So it’s coming to the end of our 2 days here at Fazeley Studios talking Social Media and science communication. We’ve had some great presentations from the team at Podnosh but we’ve also shared a lot with each other about best practice and innovative ideas.
Communicating the importance of science to policy makers, the public and young people is essential, and it is what unites everybody here in the room. How we go about doing this is changing and after these sessions it is clear to me social media is going to play a huge role in the future.
The main pointers I’ll take away from the experience are:
- Creating a network through inconsequential things makes it sustainable when you want support for important things.
This really struck a chord with me as there is a tendancy – particulalry within academia – to be overly concerned with ‘worthiness’. Not everything we put out into the world of social media needs to be heavyweight stuff. Just engaging with people – on anything – is important as it opens a conversation and starts to build trust within networks.
- Look after your social stock pot.
This was one of the first concepts that Nick Booth (@podnosh) introduced to us yesterday but I think it’s a great one to keep in mind. Social networking relies largely on goodwill so make sure you have plenty in store should you need it. Be generous and promote other people’s campaigns and causes, retweet useful information and comment on other peoples blogs. If you find something out that will be of interest/use to your network share it as widely as possible.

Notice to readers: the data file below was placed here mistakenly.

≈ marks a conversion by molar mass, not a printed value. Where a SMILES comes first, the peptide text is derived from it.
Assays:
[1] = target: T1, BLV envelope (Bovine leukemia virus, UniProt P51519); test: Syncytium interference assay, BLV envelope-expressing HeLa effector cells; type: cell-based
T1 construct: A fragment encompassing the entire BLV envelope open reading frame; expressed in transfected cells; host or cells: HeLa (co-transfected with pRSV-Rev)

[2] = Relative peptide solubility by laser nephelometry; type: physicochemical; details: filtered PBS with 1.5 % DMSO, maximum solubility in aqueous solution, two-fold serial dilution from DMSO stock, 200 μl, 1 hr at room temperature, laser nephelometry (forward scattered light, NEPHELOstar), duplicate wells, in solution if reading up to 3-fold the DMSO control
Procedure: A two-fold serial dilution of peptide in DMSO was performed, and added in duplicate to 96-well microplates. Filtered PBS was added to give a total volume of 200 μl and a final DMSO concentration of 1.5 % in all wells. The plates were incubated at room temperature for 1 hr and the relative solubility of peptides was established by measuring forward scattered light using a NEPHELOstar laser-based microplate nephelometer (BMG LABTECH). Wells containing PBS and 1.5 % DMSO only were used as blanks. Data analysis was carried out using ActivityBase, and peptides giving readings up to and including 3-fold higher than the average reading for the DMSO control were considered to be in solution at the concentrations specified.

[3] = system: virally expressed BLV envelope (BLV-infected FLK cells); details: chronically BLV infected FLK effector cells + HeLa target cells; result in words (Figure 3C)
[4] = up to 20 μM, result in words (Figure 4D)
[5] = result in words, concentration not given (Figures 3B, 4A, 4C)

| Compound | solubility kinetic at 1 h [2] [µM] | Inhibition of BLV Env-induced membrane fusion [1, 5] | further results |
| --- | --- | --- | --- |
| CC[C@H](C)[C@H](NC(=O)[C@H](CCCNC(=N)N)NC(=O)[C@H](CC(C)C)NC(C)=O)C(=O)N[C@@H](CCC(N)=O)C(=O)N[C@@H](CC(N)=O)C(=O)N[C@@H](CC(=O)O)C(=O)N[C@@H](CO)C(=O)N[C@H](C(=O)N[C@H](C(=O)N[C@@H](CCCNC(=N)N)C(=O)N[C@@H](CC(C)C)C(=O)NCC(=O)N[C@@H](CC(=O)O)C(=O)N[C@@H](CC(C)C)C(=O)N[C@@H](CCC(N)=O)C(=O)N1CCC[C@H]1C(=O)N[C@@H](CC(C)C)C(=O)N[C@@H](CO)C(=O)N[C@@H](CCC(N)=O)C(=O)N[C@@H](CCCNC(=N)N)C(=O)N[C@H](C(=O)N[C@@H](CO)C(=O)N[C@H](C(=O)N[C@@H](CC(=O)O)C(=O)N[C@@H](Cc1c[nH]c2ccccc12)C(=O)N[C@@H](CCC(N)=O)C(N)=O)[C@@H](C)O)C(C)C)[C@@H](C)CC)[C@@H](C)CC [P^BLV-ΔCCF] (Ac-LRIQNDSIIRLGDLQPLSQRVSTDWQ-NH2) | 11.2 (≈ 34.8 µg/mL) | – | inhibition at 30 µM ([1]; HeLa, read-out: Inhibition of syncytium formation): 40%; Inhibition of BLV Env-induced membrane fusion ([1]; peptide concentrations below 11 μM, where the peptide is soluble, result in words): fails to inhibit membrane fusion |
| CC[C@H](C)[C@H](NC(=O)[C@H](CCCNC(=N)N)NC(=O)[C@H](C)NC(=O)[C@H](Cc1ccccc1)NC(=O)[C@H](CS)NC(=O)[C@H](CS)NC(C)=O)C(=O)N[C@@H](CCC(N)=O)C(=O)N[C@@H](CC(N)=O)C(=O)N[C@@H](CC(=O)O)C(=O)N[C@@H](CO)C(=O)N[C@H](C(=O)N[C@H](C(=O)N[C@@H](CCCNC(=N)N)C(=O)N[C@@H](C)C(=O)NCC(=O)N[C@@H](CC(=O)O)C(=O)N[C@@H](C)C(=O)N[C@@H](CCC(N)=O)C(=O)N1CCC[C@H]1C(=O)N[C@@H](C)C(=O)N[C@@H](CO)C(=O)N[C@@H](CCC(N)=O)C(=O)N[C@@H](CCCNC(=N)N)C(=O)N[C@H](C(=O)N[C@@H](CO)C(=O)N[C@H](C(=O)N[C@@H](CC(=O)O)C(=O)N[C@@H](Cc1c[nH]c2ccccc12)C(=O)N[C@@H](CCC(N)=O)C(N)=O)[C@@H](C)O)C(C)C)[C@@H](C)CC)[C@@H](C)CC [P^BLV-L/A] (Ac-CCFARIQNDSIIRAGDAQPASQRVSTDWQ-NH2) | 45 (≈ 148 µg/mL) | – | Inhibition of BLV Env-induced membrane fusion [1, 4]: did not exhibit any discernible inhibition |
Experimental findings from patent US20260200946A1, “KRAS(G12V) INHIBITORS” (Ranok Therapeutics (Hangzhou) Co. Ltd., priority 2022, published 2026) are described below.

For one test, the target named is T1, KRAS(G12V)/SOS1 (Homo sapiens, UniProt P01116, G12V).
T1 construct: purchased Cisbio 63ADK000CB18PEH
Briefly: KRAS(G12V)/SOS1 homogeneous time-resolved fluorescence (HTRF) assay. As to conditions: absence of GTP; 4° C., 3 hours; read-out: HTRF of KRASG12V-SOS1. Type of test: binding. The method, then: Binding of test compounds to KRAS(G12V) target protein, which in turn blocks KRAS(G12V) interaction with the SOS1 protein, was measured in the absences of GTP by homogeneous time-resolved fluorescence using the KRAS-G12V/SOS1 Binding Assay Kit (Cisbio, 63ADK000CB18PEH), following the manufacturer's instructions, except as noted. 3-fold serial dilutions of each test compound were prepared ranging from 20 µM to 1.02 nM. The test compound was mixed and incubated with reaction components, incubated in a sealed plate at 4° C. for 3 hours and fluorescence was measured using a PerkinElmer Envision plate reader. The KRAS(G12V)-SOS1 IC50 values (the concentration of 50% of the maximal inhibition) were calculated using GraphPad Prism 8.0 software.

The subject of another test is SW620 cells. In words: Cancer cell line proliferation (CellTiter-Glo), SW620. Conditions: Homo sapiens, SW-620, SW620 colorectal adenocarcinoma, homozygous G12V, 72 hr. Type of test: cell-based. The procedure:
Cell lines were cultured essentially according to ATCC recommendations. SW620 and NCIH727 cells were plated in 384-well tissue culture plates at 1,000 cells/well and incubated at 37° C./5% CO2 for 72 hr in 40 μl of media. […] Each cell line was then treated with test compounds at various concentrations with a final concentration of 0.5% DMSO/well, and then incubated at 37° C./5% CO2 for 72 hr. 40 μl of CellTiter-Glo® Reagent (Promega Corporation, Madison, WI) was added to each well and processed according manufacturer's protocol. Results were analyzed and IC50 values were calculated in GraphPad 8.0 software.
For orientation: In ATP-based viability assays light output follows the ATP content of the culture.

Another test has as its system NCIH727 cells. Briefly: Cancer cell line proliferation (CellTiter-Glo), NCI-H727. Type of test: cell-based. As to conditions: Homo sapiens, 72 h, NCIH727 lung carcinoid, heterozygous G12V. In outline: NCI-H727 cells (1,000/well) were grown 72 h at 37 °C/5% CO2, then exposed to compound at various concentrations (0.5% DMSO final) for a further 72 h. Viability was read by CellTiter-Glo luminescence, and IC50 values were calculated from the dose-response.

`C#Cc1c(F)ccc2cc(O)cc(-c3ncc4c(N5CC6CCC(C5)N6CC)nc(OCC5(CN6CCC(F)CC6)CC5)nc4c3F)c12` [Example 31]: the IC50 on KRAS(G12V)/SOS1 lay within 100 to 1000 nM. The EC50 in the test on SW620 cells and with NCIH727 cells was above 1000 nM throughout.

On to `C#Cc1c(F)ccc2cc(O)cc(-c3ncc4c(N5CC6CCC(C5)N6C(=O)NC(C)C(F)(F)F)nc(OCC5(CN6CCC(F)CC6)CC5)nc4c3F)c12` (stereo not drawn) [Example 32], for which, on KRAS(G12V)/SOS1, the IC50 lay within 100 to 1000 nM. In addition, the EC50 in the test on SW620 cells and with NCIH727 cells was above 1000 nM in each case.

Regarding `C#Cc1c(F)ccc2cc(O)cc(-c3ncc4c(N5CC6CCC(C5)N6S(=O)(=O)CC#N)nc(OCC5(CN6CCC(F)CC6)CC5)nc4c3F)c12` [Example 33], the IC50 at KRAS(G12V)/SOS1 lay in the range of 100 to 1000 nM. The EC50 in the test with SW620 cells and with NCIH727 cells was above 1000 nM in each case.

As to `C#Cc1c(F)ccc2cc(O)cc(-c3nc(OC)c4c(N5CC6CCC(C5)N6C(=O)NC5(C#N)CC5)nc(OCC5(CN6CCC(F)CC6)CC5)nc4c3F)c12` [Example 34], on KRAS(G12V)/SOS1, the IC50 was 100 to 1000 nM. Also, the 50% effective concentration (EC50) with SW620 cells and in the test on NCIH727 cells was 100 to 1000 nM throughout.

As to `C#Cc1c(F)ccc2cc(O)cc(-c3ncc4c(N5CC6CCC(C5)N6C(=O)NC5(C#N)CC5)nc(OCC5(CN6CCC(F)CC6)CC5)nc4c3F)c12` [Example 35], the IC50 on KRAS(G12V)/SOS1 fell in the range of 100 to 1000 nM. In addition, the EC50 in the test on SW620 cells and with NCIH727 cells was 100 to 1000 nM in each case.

- If you feel passionatley about something speak out – otherwise you’ll never know how many people feel the same way.
Yesterday we spoke about the Science is Vital campaign and how it started with one angry blog post. Jenny Rohn (@JennyRohn) had no idea when she penned her rant against Vince Cable’s science-bashing that so many people were feeling just as indignant and wanting to do something. The story is a great example of how to get a campaign off the ground, keep it going and create real action.
- Cats are composed of Iron, Lithium and Neon – feLINe